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I Forge Iron

Finishing axes and Handles


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After browsing around for awhile I noticed some pretty nice looking hawks and axes around. How do you finish your axes? I currently just leave forge scale on them or wire wheel. What method do you use? Ive seen some polished once, Would I use an angle grinder and sandpaper for this? Im not use to polishing anything other than knives.

Also where is a good place to buy hammer/axe/hawk handles? or would I be better off making my own. Im pretty cheap and all the hammer handles I bought from the hardware store cant last for more than a month or so. An online dealer would be great if you know one.

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I forge to shape, harden and temper, grind to a sharp edge, then sand blast and cold blue the head, followed by burnishing with steel wool and oiling. This approximates a lightly used appearance and is better than bare steel. You can also play with browning compounds and get some interesting colors that can resemble various finishes on muzzle loaders.

I make handles from bois d'arc (osage orange) because I have access to it and it is xxxx for stout - almost impossible to break. Dixie Gun Works is a very good source and stand behind their product. In fact, my oldest hawk in my shop has one of their handles but it is not thrown - I only use it to chop.

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Those who polish usually do so with a buffing wheel and felt compound. Personally, I don't "believe" in polishing knives... I also don't believe in making knives that aren't "using" knives to at least a reasonable degree. Polishing comes after grinding and sanding to probably 1200 grit for most steels.

Woolridge, ever tried osage orange for a hammer handle? Is it too stiff?

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T-G,

I confess I have never tried osage on a hammer - for no particular reason other than I keep hickory on hand. However, I do have a seasoned stave and may give it a try. I started using it on hawks based on a recommendation by another smith but it is hard to work when seasoned. I usually get a fresh grinding belt and sand them to shape.

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Making your own
I'm a beginner blacksmith, but I have been making axe and sledge hammer handles for years. I use white ash because it is a good handle wood and it grows around here.
If you got a bunch of handle makers together they probably would argue forever which type of wood is the best and never agree. So what you'll have to do is find the wood that is suitable for handles that grows closet to you and use it, and after you made a few handles you can swear to heck it was the best wood ever invented.
I don't mean to sound flippant, but I don't even know what an orange osage looks like, but i know ash wood is better.
:mrgreen: :mrgreen:

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Woodtick,

Osage or Bois D'Arc is a large shrub/small tree that grows mostly in the south near moist areas. The Indians used it for bows and war clubs and the settlers used it for "live" fences - it is covered in thorns and almost impossible to get thru so the pioneers planted them in hedgerows to keep cattle in. The tree's fruit are big, grapefruit-sized green balls that are often seen in the woods and along river banks, which is how I usually spot them.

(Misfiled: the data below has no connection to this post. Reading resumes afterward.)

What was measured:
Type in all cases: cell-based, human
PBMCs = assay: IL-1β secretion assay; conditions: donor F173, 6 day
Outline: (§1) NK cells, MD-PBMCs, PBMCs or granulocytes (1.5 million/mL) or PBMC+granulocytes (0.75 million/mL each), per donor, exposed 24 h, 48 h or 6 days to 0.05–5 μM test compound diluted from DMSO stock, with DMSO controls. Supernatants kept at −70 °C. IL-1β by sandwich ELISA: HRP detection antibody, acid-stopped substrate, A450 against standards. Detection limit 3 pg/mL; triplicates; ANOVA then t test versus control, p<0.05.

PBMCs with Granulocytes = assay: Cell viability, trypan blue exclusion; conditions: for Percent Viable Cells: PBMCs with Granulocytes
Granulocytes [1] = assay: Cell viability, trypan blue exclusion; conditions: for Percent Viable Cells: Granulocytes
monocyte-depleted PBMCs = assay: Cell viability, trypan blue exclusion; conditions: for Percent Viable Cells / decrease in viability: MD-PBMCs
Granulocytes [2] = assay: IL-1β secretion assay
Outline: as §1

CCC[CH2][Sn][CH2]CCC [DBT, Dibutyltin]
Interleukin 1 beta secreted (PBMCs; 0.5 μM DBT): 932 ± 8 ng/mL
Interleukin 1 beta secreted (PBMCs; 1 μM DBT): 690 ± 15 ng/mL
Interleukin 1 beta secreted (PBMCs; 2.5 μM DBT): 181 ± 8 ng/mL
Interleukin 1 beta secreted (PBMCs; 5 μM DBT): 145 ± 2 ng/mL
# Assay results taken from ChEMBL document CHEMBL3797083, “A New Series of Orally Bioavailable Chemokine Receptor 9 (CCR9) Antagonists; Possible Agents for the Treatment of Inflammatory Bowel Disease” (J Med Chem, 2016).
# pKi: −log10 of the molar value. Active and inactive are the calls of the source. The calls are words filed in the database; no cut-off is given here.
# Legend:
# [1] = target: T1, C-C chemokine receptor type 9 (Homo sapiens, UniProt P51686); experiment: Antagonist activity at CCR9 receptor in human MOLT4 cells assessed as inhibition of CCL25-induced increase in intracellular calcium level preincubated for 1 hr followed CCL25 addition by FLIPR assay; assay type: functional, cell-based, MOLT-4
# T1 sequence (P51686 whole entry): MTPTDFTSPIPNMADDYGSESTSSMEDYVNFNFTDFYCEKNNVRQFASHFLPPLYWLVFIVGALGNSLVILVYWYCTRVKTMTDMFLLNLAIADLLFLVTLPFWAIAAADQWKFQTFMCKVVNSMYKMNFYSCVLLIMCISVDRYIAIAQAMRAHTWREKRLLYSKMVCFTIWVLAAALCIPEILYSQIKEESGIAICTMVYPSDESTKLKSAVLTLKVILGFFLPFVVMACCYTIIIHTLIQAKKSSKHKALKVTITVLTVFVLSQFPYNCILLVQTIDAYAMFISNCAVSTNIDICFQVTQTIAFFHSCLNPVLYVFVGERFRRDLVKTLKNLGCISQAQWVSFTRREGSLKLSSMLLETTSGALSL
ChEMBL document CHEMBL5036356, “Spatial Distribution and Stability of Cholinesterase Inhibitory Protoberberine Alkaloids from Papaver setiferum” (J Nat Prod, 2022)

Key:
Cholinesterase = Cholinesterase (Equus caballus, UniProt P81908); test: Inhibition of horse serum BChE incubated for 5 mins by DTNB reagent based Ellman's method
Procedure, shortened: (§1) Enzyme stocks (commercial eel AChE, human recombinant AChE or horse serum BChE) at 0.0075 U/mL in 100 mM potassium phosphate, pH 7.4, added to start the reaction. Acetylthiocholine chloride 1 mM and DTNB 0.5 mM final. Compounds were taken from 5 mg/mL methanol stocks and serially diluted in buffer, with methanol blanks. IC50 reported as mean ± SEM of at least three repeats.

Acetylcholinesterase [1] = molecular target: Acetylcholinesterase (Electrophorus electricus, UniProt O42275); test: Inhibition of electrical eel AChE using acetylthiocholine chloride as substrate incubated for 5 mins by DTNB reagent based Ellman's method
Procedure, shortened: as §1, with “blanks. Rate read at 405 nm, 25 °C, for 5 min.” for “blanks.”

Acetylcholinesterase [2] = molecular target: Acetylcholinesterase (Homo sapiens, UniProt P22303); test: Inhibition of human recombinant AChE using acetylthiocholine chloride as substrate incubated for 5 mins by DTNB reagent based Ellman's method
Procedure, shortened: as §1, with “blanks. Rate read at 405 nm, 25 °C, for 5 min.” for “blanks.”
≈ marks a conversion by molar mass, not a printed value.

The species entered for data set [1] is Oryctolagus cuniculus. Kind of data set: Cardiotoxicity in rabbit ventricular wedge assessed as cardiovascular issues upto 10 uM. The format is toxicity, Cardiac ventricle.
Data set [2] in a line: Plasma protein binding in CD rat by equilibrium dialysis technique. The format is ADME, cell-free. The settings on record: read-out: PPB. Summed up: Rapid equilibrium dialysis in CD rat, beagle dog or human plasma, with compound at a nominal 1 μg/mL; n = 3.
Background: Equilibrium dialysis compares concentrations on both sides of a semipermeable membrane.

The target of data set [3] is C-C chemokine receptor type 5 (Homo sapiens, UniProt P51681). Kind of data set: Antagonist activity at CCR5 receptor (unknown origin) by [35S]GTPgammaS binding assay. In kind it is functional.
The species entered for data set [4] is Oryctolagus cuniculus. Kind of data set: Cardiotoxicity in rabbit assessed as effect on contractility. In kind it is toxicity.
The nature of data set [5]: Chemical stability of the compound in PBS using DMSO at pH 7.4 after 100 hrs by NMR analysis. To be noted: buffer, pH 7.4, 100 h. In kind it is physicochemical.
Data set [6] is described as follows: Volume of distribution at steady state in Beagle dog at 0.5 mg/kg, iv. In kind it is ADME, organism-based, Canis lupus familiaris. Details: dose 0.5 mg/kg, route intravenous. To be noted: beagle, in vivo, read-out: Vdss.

I've also used ash for handles and it is plenty tough.

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Osage is also known as hedge apple, around here (north central Indiana) it is only lightly thorned and they tend to be small thorns. The heart wood is normally bright orange when fresh cut, but tends to fade as it oxidizes to a deep yellow tinted with orange, or turn redish when oiled. The wood tends to sucker a lot, so there are twigs and branches coming off the main truck everywhere normally, which makes finding clean straight grain fun;-) and the trunk of the tree often has a twist. I have made osage bows before and it is an interesting wood to work with;-) Finding a clean straight trunk that has not been damaged, and doesn't twist, and isn't interrupted with suckers is probably why bowyering isn't more popular;-)

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I have only made a couple hawks, but I grind/sand them smooth with an angle grinder, then sandblast. A coating of WD-40 keeps most of the rust away, and it has a gray textured look.

For handles, I'm lucky. Our guild meets in a local buggy building shop, and the scrap barrel has hickory spokes from broken wheels, already tapered. Scrape off the paint, flame temper, add linseed oil and you're ready to go.

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BO-DARK, OSAGE ORANGE, HEDGE. It has different species in different places. MO., ARK., ILL. have about the same tree. When you cut them the first time they are not so hard, but after two or three sprout backs they are harder than the hubs of Heck. Same with MESQUITE. I guess they do this in some kind of protective mode.
So it depends on when you are using the wood. From a first time cutting or later. You can burn a Forester bit drilling BOIS-'D' ARC for two inch id. candle holders.Grin.
I have used it for everything from fence-posts to scales on full tang knives. When you take it down too thin, it has a tendency to spinter and split if you try to brad your pins, instead of epoxy. Do not like to carve it, it will spit if your knife is not razor sharp.
I like it in shoeing hammers for the lightnest and the feel, after it has sweated in. It would probably make good handles on Hawks, shaping hammers and lighter hammers. I don't think I would want to throw one.
I still would prefer ASH, HICKORY or WHITE OAK for handles and just stain to what ever color, I wanted.

Sandpile

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